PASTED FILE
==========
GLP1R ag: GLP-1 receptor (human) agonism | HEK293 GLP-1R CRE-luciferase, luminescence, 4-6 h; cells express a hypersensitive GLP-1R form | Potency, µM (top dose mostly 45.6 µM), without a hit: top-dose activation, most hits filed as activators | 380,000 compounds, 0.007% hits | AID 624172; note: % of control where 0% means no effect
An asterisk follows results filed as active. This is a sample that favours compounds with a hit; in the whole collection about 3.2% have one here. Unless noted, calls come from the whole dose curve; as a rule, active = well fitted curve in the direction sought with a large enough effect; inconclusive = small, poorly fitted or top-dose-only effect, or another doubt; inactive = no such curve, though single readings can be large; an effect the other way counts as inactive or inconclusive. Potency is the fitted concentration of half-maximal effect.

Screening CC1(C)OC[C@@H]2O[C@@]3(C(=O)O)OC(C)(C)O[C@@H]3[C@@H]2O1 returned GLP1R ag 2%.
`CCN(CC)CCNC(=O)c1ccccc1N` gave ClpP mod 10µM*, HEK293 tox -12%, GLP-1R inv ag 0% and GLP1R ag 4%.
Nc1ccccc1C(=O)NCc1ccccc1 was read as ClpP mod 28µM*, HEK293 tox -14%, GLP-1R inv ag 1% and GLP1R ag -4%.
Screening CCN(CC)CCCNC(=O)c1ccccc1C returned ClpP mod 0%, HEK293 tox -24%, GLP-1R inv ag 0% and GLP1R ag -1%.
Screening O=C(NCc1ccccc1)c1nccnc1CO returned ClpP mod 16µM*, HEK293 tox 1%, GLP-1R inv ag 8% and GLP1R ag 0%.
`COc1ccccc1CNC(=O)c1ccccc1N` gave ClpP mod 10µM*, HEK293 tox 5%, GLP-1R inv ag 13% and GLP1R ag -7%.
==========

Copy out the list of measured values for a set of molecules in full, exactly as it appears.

GLP1R ag: GLP-1 receptor (human) agonism | HEK293 GLP-1R CRE-luciferase, luminescence, 4-6 h; cells express a hypersensitive GLP-1R form | Potency, µM (top dose mostly 45.6 µM), without a hit: top-dose activation, most hits filed as activators | 380,000 compounds, 0.007% hits | AID 624172; note: % of control where 0% means no effect
An asterisk follows results filed as active. This is a sample that favours compounds with a hit; in the whole collection about 3.2% have one here. Unless noted, calls come from the whole dose curve; as a rule, active = well fitted curve in the direction sought with a large enough effect; inconclusive = small, poorly fitted or top-dose-only effect, or another doubt; inactive = no such curve, though single readings can be large; an effect the other way counts as inactive or inconclusive. Potency is the fitted concentration of half-maximal effect.

Screening CC1(C)OC[C@@H]2O[C@@]3(C(=O)O)OC(C)(C)O[C@@H]3[C@@H]2O1 returned GLP1R ag 2%.
`CCN(CC)CCNC(=O)c1ccccc1N` gave ClpP mod 10µM*, HEK293 tox -12%, GLP-1R inv ag 0% and GLP1R ag 4%.
Nc1ccccc1C(=O)NCc1ccccc1 was read as ClpP mod 28µM*, HEK293 tox -14%, GLP-1R inv ag 1% and GLP1R ag -4%.
Screening CCN(CC)CCCNC(=O)c1ccccc1C returned ClpP mod 0%, HEK293 tox -24%, GLP-1R inv ag 0% and GLP1R ag -1%.
Screening O=C(NCc1ccccc1)c1nccnc1CO returned ClpP mod 16µM*, HEK293 tox 1%, GLP-1R inv ag 8% and GLP1R ag 0%.
`COc1ccccc1CNC(=O)c1ccccc1N` gave ClpP mod 10µM*, HEK293 tox 5%, GLP-1R inv ag 13% and GLP1R ag -7%.